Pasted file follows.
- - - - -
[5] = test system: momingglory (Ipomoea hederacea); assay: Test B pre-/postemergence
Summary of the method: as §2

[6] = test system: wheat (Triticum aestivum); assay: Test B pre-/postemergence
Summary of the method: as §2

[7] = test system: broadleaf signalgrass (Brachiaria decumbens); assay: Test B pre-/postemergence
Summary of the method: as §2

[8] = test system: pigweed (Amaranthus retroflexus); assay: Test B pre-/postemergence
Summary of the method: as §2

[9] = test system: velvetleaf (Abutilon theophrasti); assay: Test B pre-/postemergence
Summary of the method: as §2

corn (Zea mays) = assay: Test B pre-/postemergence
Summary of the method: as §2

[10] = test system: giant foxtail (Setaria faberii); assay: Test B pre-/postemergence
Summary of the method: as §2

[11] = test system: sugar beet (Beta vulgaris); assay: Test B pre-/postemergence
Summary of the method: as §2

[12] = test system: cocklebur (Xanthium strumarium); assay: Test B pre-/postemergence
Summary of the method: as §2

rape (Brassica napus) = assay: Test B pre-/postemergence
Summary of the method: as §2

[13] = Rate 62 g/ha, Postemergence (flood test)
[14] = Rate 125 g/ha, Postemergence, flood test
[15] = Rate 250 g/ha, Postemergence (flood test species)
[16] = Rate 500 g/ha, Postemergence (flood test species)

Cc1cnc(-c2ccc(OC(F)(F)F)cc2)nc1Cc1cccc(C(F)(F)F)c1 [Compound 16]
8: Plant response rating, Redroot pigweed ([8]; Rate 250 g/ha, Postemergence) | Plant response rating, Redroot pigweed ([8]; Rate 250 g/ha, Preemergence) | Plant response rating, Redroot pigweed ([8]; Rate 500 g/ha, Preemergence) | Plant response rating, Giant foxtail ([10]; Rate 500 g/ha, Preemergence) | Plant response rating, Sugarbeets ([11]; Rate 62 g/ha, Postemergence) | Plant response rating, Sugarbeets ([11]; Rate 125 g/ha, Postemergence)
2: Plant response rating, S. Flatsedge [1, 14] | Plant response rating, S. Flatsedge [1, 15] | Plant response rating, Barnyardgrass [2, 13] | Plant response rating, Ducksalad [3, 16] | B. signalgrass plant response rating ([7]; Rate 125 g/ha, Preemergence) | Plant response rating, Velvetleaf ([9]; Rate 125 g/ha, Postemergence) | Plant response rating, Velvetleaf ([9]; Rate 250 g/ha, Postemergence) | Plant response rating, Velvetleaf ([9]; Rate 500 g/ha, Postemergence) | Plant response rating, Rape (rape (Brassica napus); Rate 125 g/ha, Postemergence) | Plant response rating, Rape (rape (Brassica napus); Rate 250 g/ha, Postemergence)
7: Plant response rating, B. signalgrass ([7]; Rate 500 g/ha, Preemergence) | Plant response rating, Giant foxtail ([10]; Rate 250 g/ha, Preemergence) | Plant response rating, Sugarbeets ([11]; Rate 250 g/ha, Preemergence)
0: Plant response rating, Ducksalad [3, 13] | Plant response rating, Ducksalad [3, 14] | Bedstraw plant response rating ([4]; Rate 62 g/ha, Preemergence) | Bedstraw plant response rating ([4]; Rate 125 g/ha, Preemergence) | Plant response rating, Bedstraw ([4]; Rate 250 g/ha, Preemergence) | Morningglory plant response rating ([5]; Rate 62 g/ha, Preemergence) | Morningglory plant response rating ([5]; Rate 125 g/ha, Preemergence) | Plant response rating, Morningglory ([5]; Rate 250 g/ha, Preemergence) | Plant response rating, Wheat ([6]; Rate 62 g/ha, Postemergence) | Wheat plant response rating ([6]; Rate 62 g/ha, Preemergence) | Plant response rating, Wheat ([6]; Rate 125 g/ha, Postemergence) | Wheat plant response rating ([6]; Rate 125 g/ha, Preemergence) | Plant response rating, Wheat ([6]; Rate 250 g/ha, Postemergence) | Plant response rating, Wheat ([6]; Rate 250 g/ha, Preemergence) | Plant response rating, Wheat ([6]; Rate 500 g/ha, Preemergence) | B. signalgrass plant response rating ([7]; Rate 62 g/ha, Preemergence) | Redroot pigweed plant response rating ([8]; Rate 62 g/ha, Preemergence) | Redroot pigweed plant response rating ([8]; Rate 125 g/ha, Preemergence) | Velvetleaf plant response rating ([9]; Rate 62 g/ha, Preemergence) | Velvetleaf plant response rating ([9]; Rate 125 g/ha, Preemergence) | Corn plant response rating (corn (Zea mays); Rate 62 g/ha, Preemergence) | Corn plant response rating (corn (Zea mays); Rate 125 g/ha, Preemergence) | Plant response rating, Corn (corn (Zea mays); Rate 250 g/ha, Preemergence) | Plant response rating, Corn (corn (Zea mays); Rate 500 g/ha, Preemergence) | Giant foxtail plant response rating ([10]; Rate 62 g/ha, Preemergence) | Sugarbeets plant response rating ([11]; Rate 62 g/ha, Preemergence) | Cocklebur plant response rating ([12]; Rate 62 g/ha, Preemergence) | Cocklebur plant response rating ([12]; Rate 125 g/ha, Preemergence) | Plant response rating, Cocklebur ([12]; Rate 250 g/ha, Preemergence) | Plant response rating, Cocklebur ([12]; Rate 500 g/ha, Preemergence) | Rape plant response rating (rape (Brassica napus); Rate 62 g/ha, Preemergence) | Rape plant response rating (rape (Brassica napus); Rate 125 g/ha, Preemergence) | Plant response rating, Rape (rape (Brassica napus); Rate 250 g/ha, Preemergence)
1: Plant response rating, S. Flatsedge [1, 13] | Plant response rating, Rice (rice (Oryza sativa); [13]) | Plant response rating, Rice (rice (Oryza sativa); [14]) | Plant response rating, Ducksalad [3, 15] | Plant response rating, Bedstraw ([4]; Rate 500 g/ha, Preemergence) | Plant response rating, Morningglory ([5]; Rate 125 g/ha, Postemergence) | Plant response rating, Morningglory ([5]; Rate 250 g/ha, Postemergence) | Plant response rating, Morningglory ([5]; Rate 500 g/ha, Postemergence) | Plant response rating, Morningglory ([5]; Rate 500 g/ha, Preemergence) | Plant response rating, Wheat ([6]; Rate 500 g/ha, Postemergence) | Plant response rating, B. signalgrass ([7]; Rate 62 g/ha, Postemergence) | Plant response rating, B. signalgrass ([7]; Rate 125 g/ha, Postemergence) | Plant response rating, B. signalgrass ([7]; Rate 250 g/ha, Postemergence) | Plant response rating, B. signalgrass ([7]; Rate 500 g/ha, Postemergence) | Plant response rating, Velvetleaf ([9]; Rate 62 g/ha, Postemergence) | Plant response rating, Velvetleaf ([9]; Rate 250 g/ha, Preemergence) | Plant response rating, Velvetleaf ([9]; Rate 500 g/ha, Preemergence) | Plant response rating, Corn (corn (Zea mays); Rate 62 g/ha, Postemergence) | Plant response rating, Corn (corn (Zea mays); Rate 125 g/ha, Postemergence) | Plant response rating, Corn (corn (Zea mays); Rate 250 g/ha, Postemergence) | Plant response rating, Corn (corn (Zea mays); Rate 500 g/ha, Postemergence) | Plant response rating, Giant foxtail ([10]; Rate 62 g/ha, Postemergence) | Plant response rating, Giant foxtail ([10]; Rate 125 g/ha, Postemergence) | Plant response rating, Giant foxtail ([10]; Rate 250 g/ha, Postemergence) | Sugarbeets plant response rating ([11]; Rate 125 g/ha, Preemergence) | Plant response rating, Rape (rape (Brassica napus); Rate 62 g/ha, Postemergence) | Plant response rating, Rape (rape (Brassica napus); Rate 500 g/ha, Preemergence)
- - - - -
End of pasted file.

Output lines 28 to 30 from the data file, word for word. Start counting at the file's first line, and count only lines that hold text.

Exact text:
7: Plant response rating, B. signalgrass ([7]; Rate 500 g/ha, Preemergence) | Plant response rating, Giant foxtail ([10]; Rate 250 g/ha, Preemergence) | Plant response rating, Sugarbeets ([11]; Rate 250 g/ha, Preemergence)
0: Plant response rating, Ducksalad [3, 13] | Plant response rating, Ducksalad [3, 14] | Bedstraw plant response rating ([4]; Rate 62 g/ha, Preemergence) | Bedstraw plant response rating ([4]; Rate 125 g/ha, Preemergence) | Plant response rating, Bedstraw ([4]; Rate 250 g/ha, Preemergence) | Morningglory plant response rating ([5]; Rate 62 g/ha, Preemergence) | Morningglory plant response rating ([5]; Rate 125 g/ha, Preemergence) | Plant response rating, Morningglory ([5]; Rate 250 g/ha, Preemergence) | Plant response rating, Wheat ([6]; Rate 62 g/ha, Postemergence) | Wheat plant response rating ([6]; Rate 62 g/ha, Preemergence) | Plant response rating, Wheat ([6]; Rate 125 g/ha, Postemergence) | Wheat plant response rating ([6]; Rate 125 g/ha, Preemergence) | Plant response rating, Wheat ([6]; Rate 250 g/ha, Postemergence) | Plant response rating, Wheat ([6]; Rate 250 g/ha, Preemergence) | Plant response rating, Wheat ([6]; Rate 500 g/ha, Preemergence) | B. signalgrass plant response rating ([7]; Rate 62 g/ha, Preemergence) | Redroot pigweed plant response rating ([8]; Rate 62 g/ha, Preemergence) | Redroot pigweed plant response rating ([8]; Rate 125 g/ha, Preemergence) | Velvetleaf plant response rating ([9]; Rate 62 g/ha, Preemergence) | Velvetleaf plant response rating ([9]; Rate 125 g/ha, Preemergence) | Corn plant response rating (corn (Zea mays); Rate 62 g/ha, Preemergence) | Corn plant response rating (corn (Zea mays); Rate 125 g/ha, Preemergence) | Plant response rating, Corn (corn (Zea mays); Rate 250 g/ha, Preemergence) | Plant response rating, Corn (corn (Zea mays); Rate 500 g/ha, Preemergence) | Giant foxtail plant response rating ([10]; Rate 62 g/ha, Preemergence) | Sugarbeets plant response rating ([11]; Rate 62 g/ha, Preemergence) | Cocklebur plant response rating ([12]; Rate 62 g/ha, Preemergence) | Cocklebur plant response rating ([12]; Rate 125 g/ha, Preemergence) | Plant response rating, Cocklebur ([12]; Rate 250 g/ha, Preemergence) | Plant response rating, Cocklebur ([12]; Rate 500 g/ha, Preemergence) | Rape plant response rating (rape (Brassica napus); Rate 62 g/ha, Preemergence) | Rape plant response rating (rape (Brassica napus); Rate 125 g/ha, Preemergence) | Plant response rating, Rape (rape (Brassica napus); Rate 250 g/ha, Preemergence)
1: Plant response rating, S. Flatsedge [1, 13] | Plant response rating, Rice (rice (Oryza sativa); [13]) | Plant response rating, Rice (rice (Oryza sativa); [14]) | Plant response rating, Ducksalad [3, 15] | Plant response rating, Bedstraw ([4]; Rate 500 g/ha, Preemergence) | Plant response rating, Morningglory ([5]; Rate 125 g/ha, Postemergence) | Plant response rating, Morningglory ([5]; Rate 250 g/ha, Postemergence) | Plant response rating, Morningglory ([5]; Rate 500 g/ha, Postemergence) | Plant response rating, Morningglory ([5]; Rate 500 g/ha, Preemergence) | Plant response rating, Wheat ([6]; Rate 500 g/ha, Postemergence) | Plant response rating, B. signalgrass ([7]; Rate 62 g/ha, Postemergence) | Plant response rating, B. signalgrass ([7]; Rate 125 g/ha, Postemergence) | Plant response rating, B. signalgrass ([7]; Rate 250 g/ha, Postemergence) | Plant response rating, B. signalgrass ([7]; Rate 500 g/ha, Postemergence) | Plant response rating, Velvetleaf ([9]; Rate 62 g/ha, Postemergence) | Plant response rating, Velvetleaf ([9]; Rate 250 g/ha, Preemergence) | Plant response rating, Velvetleaf ([9]; Rate 500 g/ha, Preemergence) | Plant response rating, Corn (corn (Zea mays); Rate 62 g/ha, Postemergence) | Plant response rating, Corn (corn (Zea mays); Rate 125 g/ha, Postemergence) | Plant response rating, Corn (corn (Zea mays); Rate 250 g/ha, Postemergence) | Plant response rating, Corn (corn (Zea mays); Rate 500 g/ha, Postemergence) | Plant response rating, Giant foxtail ([10]; Rate 62 g/ha, Postemergence) | Plant response rating, Giant foxtail ([10]; Rate 125 g/ha, Postemergence) | Plant response rating, Giant foxtail ([10]; Rate 250 g/ha, Postemergence) | Sugarbeets plant response rating ([11]; Rate 125 g/ha, Preemergence) | Plant response rating, Rape (rape (Brassica napus); Rate 62 g/ha, Postemergence) | Plant response rating, Rape (rape (Brassica napus); Rate 500 g/ha, Preemergence)